There has been a dramatic increase in the number of people in the UK seeking hospital treatment for gambling addiction, according to new figures released at the weekend.
NHS England has published data that shows 321 people are hospitalised for serious mental health problems associated with gambling addiction. That figure is more than double the 2013 total of 150.
The figures also show that examples of pathological gambling, which is classified as an addiction that leads people to commit crime to pay for their gambling, have also gone up, in this case by a third, over the last six years. 171 cases of pathological gambling addiction were recorded in the last year.
The NHS describes problem gambling as a habit that involves an intense desire to gamble which affects an individual’s daily life. And according to the NHS, those who have received hospital treatment are only a small fraction out of the 400,000 in England alone that are considered to have a gambling addiction. It is also believed that as many as two million individuals could be at risk from problem gambling.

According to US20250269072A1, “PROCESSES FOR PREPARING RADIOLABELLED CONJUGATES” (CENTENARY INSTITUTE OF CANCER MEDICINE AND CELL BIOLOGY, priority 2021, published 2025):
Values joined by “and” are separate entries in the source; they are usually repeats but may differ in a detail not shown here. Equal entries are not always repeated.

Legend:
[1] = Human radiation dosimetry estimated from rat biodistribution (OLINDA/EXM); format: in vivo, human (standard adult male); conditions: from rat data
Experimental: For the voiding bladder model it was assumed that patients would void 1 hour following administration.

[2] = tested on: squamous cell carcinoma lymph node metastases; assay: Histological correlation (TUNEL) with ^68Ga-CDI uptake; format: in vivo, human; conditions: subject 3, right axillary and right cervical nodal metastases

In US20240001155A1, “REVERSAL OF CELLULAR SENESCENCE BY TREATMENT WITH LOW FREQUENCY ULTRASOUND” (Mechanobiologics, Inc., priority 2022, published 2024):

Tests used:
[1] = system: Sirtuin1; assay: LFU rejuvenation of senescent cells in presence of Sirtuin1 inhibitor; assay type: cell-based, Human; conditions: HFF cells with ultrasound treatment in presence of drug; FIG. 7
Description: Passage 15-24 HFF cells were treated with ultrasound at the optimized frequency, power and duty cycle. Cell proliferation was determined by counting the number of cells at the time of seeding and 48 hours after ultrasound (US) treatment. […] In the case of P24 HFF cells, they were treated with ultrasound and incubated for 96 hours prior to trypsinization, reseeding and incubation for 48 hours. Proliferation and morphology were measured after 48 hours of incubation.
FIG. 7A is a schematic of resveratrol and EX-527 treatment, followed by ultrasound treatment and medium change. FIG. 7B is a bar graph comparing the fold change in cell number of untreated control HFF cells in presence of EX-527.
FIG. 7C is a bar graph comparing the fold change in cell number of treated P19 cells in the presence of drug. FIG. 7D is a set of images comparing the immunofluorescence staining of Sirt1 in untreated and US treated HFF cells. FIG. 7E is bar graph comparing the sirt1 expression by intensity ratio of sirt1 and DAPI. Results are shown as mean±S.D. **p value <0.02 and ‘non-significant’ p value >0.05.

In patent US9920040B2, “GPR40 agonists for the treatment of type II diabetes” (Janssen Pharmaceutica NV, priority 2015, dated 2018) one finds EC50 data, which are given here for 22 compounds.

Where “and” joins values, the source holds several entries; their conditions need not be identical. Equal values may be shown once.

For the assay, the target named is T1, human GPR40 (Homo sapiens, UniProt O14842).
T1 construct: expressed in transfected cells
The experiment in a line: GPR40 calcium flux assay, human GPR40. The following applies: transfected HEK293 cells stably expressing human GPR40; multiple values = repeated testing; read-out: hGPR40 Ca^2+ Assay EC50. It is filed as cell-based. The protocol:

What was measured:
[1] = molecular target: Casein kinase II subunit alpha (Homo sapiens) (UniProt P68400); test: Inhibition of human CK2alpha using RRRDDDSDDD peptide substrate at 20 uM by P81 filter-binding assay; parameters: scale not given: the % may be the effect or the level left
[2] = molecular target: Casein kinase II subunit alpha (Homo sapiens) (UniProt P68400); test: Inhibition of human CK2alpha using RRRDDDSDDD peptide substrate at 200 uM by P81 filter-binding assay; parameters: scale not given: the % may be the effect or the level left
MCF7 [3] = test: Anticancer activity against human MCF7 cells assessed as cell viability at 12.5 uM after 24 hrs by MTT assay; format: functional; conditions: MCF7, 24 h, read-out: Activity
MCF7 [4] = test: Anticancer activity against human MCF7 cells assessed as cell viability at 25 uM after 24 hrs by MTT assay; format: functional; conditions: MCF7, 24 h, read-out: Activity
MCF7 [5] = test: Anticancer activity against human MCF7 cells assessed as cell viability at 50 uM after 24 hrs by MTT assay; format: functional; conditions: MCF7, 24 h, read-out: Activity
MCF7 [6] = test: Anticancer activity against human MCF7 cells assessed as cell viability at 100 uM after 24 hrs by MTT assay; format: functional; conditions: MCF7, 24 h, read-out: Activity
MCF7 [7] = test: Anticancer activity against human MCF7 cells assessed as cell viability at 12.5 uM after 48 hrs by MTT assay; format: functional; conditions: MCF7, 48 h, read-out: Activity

Speaking about the figures, the National Mental Health director at NHS England, Claire Murdoch, said that the NHS was working hard to tackle the problem, but that gambling operators should do more:
“Our NHS is fighting back against a rising tide of gambling related ill health as more people than ever before are being egged-on by shameless gambling firms not just to take a chance with their money, but with their health too.”
The NHS has already announced that it will be launching 14 gambling addiction clinics by the end of 2023/24, including the first clinic focused on young gambling addicts. According to their figures, the youngest individual treated for gambling addiction in 2019 was just 15, and many stakeholders have raised concerns about loot boxes in video games and the extent of online gambling advertising.